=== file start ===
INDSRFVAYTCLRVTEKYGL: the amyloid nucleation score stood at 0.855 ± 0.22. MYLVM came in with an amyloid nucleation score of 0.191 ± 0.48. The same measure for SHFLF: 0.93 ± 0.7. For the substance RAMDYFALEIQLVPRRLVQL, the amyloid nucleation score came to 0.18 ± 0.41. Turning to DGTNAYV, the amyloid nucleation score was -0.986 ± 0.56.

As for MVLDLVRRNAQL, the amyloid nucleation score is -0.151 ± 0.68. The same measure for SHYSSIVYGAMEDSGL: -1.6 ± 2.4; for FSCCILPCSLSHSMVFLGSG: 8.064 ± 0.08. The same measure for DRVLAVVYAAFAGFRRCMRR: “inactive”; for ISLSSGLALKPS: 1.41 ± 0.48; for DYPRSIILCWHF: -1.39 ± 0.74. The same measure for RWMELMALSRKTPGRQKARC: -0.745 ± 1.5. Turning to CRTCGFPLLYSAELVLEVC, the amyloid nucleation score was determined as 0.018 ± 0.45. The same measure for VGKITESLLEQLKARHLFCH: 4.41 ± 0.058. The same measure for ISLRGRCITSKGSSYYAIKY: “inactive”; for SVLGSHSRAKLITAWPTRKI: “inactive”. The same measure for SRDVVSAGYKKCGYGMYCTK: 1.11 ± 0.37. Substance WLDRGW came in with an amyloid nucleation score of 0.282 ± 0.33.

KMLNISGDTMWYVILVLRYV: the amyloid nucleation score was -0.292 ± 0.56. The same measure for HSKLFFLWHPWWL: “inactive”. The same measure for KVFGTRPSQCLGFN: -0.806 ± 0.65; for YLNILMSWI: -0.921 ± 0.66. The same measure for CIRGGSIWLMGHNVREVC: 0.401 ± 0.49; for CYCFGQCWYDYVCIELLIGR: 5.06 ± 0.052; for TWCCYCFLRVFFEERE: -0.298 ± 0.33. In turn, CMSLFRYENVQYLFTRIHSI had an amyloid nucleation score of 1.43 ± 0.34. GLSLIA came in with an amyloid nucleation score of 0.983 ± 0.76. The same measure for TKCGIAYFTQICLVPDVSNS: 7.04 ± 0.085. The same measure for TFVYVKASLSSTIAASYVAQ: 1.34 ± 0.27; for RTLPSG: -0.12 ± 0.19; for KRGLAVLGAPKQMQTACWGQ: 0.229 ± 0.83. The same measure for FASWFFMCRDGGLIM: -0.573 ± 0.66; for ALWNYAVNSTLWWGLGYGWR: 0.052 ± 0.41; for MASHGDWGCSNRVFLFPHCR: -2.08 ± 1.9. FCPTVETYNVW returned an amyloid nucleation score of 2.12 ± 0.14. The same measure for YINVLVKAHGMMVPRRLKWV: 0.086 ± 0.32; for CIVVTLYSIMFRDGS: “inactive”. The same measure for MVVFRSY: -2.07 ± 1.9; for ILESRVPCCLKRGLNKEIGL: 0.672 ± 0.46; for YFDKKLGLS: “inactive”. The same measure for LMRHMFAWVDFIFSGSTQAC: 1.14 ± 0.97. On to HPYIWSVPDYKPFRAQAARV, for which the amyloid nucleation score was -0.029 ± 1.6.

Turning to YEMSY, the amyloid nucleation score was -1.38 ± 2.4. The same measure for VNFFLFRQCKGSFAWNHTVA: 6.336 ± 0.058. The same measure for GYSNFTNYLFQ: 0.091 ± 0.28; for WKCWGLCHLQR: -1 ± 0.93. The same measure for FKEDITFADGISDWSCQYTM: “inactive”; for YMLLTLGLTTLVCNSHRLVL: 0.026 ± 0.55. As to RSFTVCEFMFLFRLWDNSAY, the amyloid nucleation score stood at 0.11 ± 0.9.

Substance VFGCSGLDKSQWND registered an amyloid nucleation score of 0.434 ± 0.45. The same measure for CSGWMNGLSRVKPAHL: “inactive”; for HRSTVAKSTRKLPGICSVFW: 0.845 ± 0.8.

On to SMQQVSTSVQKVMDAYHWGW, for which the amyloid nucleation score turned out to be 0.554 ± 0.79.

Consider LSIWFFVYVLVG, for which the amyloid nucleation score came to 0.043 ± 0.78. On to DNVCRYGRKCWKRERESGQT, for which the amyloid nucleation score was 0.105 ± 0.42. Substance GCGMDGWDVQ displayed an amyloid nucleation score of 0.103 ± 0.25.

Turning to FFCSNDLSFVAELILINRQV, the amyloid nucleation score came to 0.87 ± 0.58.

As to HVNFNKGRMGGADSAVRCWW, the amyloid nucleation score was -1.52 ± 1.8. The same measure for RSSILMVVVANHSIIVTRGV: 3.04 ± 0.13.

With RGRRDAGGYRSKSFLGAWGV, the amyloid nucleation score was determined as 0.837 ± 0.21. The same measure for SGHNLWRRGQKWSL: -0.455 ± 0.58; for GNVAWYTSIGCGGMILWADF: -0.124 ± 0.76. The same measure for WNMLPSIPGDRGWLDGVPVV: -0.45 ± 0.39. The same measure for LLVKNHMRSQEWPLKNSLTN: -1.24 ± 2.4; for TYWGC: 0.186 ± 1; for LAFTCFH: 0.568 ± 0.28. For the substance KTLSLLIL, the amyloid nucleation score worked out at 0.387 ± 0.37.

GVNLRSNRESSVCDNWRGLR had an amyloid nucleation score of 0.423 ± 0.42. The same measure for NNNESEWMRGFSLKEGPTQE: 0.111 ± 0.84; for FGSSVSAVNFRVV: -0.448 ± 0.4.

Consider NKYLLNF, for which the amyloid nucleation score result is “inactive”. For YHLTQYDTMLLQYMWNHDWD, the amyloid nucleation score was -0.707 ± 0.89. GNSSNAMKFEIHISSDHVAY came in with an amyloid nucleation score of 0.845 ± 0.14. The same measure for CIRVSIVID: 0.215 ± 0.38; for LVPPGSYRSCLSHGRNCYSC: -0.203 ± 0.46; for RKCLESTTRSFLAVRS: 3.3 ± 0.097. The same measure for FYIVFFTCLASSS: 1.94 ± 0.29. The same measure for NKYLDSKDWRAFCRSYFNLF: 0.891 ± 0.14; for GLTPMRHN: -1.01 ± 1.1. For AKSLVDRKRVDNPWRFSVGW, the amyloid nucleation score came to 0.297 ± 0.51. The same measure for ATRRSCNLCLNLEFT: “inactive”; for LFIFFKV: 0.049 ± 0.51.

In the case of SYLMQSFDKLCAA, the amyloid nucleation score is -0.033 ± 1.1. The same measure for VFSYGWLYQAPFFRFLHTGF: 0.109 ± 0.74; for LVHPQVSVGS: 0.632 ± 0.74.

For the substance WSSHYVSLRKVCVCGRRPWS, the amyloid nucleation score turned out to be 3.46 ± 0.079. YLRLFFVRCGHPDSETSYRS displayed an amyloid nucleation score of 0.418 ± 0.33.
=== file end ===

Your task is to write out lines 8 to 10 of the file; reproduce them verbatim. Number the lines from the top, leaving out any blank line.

Turning to FFCSNDLSFVAELILINRQV, the amyloid nucleation score came to 0.87 ± 0.58.

As to HVNFNKGRMGGADSAVRCWW, the amyloid nucleation score was -1.52 ± 1.8. The same measure for RSSILMVVVANHSIIVTRGV: 3.04 ± 0.13.

With RGRRDAGGYRSKSFLGAWGV, the amyloid nucleation score was determined as 0.837 ± 0.21. The same measure for SGHNLWRRGQKWSL: -0.455 ± 0.58; for GNVAWYTSIGCGGMILWADF: -0.124 ± 0.76. The same measure for WNMLPSIPGDRGWLDGVPVV: -0.45 ± 0.39. The same measure for LLVKNHMRSQEWPLKNSLTN: -1.24 ± 2.4; for TYWGC: 0.186 ± 1; for LAFTCFH: 0.568 ± 0.28. For the substance KTLSLLIL, the amyloid nucleation score worked out at 0.387 ± 0.37.